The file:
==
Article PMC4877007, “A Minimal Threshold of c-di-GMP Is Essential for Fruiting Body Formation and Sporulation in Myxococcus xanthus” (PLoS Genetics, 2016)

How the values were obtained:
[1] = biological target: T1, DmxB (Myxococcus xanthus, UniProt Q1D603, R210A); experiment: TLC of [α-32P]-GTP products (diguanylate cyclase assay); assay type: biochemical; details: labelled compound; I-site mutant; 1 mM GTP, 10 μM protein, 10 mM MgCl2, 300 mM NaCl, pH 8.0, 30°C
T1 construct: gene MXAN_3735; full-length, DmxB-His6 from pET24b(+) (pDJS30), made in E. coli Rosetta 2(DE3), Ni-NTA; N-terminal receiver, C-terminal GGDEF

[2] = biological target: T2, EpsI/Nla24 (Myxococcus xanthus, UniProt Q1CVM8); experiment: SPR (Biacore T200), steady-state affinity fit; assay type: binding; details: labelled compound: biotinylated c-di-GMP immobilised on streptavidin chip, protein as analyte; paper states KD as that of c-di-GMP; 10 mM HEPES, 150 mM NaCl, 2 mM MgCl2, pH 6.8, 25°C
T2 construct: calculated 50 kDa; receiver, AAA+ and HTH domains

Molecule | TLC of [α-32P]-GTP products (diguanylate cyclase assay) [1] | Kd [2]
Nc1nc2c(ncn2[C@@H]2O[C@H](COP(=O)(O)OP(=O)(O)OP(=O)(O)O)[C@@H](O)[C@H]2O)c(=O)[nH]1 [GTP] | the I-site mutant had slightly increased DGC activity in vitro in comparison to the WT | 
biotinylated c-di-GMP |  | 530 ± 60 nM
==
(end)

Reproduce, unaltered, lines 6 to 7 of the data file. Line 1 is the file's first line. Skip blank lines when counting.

T2 construct: calculated 50 kDa; receiver, AAA+ and HTH domains

Molecule | TLC of [α-32P]-GTP products (diguanylate cyclase assay) [1] | Kd [2]